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## Contents

### Crucial Information

Agenda: Understand linear algebra, the simplest algebra there is, and come to appreciate that simplest is also the most fundamental.

Hidden Agenda: Learn (by example) how "real" math is done: abstraction and generalization, definitions, theorems and proofs.

Instructor: Dror Bar-Natan, drorbn@math.toronto.edu, Bahen 6178, 416-946-5438. Office hours: by appointment.

Classes: Tuesdays 1-3 and Thursdays 1-2 at MP 203.

 Teaching Assistants: Dmitry Donin, donin@math.toronto.edu, Bahen 6191, 416-978-2095 and Paul Lee, plee@math.toronto.edu, Bahen 6135, 416-978-4794. Tutorials: Thursdays 2-4 at MP 203 if the last digit of your student number is even, and at MP 118 if it is odd.

### Abstract

Taken from the Faculty of Arts and Science Calendar:

A theoretical approach to: vector spaces over arbitrary fields including ${\mathbb C}$, ${\mathbb Z}_p$. Subspaces, bases and dimension. Linear transformations, matrices, change of basis, similarity, determinants. Polynomials over a field (including unique factorization, resultants). Eigenvalues, eigenvectors, characteristic polynomial, diagonalization. Minimal polynomial, Cayley-Hamilton theorem.
• Prerequisite: MCB4U, MGA4U
• Co-requisite: MAT157Y1

### Text Book(s)

Our main text book will be Linear Algebra (fourth edition) by Friedberg, Insel and Spence, ISBN 0-13-008451-4; it is a required reading. Note that the eratta for various printings of the 4th edition of the text is available from the publisher here at http://www.math.ilstu.edu/linalg/errata.html.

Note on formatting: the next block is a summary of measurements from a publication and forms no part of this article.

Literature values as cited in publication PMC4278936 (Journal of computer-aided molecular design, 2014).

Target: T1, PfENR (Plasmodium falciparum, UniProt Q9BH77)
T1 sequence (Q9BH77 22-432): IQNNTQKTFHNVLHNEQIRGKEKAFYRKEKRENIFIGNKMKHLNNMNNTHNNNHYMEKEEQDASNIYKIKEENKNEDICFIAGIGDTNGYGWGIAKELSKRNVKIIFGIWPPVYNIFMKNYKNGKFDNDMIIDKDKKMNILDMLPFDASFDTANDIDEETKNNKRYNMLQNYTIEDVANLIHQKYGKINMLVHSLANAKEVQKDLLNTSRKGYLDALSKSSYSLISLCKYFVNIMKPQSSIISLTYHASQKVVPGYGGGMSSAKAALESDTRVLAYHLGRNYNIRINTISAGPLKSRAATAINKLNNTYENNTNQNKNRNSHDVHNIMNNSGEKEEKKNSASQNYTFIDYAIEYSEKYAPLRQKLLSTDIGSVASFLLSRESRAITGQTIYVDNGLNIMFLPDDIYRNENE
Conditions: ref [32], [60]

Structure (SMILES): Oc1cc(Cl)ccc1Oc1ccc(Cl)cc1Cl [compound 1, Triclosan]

I am told that Schaum’s Outline of Linear Algebra, ISBN 0-07-136200-2, may contain useful examples; it is not a required reading.

### Wiki

The class web site is a wiki, as in Wikipedia - meaning that anyone can and is welcome to edit almost anything and in particular, students can post notes, comments, pictures, whatever. Some rules, though -

• This wiki is a part of my (Dror's) academic web page. All postings on it must be class-related (or related to one of the other projects I'm involved with).
• Criticism is fine, but no insults or foul language, please.
• I (Dror) will allow myself to exercise editorial control, when necessary.
• The titles of all pages related to this class should begin with "06-240/" or with "06-240-", just like the title of this page.

Some further editing help is available at Help:Contents.

### Marking Scheme

There will be one term test (25% of the total grade) and a final exam (50%), as well as about 10 homework assignments (25%).

#### The Term Test

The term test will take place in class on Tuesday October 24th. A student who misses the term test without providing a valid reason (for example, a doctor’s note) within one week of the test will receive a mark of 0 on the term test. There will be no make-up term test. If a student misses the term test for a valid reason, the weight of the problem sets will increase to 35% and the weight of the final exam to 65%.

#### Homework

Assignments will be posted on the course web page and distributed in class (usually on Thursdays) on the weeks shown in the class timeline. They will be due a week later at the tutorials and they will be (at least partially) marked by the TAs. All students (including those who join the course late) will receive a mark of 0 on each assignment not handed in; though in computing the homework grade, your worst two assignments will not count. I encourage you to discuss the assignments with other students or even browse the web, so long as you do at least some of the thinking on your own and you write up your own solutions. Remember that cheating is always possible and may increase your homework grade a bit. But it will hurt your exam grades a lot more.